The combination of increased longevity and good health among academic pediatricians in the developed world together with an increasing need for experienced academic pediatricians and pediatric subspecialists presents a unique opportunity to develop ways to use the skills and experience of senior pediatricians after what would be their usual age of retirement. In addition, the senior academic pediatricians surveyed want to know what kinds of options are available for them to continue to make professional contributions, both to their department and to the health of children and youths around the world. The survey of APS members indicates that they want to continue to use the skills that they have developed during their professional career after the usual age of retirement. Information about options and the possibility of a “new lifestyle” is apparently not readily available. In fact, it seems that needed is a shift in the mindset that encourages physicians to begin to think in their mid-career about options for their later years that may use the skills that they have developed during their career (114).

The two sets of questionnaires reported here had a surprisingly good response rate for a mailed questionnaire, suggesting that planning for retirement, a new career, or continuation in academic life is an important topic to academic pediatricians and may need to begin in the mid-50s. Literature on physician response to surveys (15) indicates that mail surveys without incentives or telephone follow-up can expect a 14–33% response. The surveys presented in this report were not developed for statistical analysis but rather are reported here for information and planning.

Most academic pediatricians and other physicians in the past have gone about beginning to think of the retirement process between 65 and 70 y of age (1012). One survey of surgeons raised the issue of when and at which age physicians should stop performing procedures (10). The literature that is available suggests that 20–40% of physicians want to continue doing exactly what they have always done, and 20–40% want to completely leave the medical/health field (2,12). However, it seems the other 40–60% want to explore other options, particularly other lifestyles that allow them to use the skills and experience that they have acquired.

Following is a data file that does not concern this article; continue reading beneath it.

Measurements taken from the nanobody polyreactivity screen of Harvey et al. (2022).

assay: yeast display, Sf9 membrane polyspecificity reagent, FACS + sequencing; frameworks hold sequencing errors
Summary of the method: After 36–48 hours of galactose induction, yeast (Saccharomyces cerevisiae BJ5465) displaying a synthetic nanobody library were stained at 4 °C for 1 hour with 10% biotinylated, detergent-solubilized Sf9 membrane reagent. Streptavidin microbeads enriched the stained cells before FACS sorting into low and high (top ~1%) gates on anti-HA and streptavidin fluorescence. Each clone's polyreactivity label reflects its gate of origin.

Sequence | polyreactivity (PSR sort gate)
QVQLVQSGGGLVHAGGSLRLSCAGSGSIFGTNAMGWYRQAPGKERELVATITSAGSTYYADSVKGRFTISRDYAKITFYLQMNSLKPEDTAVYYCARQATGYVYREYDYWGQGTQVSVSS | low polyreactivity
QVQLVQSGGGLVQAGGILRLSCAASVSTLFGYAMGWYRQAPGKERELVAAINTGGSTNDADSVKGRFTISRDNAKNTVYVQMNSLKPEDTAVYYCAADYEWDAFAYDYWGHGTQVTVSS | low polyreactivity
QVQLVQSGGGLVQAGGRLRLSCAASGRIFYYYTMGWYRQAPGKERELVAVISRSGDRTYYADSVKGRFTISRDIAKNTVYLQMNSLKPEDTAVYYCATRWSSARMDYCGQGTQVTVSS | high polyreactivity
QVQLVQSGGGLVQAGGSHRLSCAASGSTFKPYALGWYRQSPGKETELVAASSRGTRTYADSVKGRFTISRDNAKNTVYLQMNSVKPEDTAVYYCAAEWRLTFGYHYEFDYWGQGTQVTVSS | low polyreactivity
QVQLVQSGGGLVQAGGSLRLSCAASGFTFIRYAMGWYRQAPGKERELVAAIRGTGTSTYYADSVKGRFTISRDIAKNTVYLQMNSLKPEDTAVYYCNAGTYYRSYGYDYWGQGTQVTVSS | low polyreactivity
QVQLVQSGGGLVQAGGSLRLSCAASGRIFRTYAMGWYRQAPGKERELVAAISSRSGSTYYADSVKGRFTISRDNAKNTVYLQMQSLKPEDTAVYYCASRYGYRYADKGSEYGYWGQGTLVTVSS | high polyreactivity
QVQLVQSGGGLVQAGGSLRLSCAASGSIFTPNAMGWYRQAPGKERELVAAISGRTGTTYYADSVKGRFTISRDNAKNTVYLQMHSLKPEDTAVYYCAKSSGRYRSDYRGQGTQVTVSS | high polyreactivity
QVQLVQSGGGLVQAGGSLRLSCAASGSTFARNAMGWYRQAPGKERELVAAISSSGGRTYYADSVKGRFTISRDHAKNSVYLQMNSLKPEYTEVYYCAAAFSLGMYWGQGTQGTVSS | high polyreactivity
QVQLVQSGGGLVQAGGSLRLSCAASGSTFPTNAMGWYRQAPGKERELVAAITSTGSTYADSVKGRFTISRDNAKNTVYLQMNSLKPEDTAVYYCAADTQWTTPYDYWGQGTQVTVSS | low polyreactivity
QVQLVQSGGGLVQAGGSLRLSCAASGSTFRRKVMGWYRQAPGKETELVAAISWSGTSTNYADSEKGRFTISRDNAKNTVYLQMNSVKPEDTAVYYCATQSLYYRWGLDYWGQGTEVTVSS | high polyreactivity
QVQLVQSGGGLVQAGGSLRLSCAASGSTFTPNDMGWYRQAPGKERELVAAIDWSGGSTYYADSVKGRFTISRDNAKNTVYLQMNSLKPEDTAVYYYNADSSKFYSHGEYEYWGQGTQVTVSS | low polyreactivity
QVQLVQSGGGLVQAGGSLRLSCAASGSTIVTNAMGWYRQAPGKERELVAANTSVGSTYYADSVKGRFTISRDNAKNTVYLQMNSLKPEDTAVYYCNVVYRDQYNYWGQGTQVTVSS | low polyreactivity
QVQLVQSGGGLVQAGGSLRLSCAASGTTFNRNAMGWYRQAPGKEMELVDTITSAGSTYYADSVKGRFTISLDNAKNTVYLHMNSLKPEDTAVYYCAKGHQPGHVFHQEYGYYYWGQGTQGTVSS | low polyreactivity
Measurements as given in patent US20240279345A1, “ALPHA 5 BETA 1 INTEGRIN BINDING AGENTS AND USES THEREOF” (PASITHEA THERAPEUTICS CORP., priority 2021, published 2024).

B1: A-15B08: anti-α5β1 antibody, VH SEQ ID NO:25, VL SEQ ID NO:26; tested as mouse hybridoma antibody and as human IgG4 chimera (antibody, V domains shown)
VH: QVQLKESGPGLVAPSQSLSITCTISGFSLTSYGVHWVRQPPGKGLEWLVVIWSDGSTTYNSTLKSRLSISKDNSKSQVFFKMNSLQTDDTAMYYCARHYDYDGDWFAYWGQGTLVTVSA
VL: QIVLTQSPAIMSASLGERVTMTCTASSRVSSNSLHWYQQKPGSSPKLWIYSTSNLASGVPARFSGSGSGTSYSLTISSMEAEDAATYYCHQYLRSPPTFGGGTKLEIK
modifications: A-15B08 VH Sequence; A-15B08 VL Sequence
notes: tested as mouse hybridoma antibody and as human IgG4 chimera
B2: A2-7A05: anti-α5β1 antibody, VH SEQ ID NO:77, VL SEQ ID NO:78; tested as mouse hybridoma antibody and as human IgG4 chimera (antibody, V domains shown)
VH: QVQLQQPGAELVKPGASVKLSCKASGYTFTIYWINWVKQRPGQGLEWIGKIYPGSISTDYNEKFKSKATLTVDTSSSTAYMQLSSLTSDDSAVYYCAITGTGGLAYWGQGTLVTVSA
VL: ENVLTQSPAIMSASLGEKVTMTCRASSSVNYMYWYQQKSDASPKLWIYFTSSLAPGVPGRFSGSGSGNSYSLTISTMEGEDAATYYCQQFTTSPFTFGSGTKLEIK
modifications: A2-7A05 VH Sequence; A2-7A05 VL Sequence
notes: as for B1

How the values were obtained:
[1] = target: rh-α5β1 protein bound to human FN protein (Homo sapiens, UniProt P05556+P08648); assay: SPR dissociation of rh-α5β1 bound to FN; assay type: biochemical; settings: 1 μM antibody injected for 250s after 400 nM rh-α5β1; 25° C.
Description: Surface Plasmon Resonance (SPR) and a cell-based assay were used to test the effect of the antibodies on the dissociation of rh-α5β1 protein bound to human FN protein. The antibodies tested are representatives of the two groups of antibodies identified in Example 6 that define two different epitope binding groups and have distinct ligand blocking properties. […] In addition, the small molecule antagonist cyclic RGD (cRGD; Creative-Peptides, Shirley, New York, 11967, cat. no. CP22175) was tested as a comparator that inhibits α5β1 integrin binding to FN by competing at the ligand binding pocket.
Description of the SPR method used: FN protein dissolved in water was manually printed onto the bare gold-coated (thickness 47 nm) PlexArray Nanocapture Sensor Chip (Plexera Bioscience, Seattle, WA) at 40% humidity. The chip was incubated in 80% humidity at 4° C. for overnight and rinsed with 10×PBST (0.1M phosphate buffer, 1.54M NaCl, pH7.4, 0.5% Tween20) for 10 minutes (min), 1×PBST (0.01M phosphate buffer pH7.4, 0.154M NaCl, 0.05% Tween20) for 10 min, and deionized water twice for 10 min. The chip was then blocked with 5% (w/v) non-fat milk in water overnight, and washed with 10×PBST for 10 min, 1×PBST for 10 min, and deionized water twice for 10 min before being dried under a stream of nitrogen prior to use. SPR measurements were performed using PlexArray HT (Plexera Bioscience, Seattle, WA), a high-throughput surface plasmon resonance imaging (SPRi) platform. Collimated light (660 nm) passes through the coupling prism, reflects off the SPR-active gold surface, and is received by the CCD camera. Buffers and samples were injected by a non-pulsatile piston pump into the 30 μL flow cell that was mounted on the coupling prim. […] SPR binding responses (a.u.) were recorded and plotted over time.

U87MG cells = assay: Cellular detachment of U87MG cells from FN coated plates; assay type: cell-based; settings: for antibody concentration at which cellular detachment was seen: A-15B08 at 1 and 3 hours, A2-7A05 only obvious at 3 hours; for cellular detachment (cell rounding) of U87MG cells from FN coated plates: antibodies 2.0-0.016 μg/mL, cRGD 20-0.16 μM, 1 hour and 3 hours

The pediatric chairs survey indicates that some pediatricians may wish to retire even earlier than 65 y of age because they are either “burned out” or have failed to keep up with new developments. Alternatively, some pediatricians may be able to continue in the same capacities in which they have been engaged for many years after the usual retirement age.

Clearly, the chairs value the contributions of the senior faculty members (Tables 3 and 4). They frequently ask them to provide service in needed areas and have paid for these services. However, the senior faculty often seem to believe that they have moved outside the mainstream and are somewhat disenfranchised. Although they may no longer be on the cutting edge, their experience and perspectives are often of great value. Perhaps thought can be given to how to appropriately acknowledge this type of contribution.

It should be noted (Table 2) that the perceptions and emphasis of the chairs and the senior pediatricians about what senior pediatricians desire in their working conditions is different. The chairs seem to think that what is wanted are things that cost money, whereas the senior pediatricians seem to want to stay involved and be valued. The process must be individualized to the interests and needs of a particular senior pediatrician. However, there seems to be a real need for developing an approach at an earlier stage that allows access to information about options as well as the development of new skills for a variety of nontraditional roles.

Table 4 lists areas the chairs identified in which their senior pediatricians have made or could make contributions because of their experience and life skills. These represent some of the areas that are probably particularly suited to the senior, experienced, academic pediatrician.

It seems that several resources need to be developed (see Table 5) to use the already developed skills of senior pediatricians and allow them the flexibility to identify the opportunities and new directions that they wish to explore.

Table 5 Immediate needs that need to be addressed for senior academic pediatricians' career planning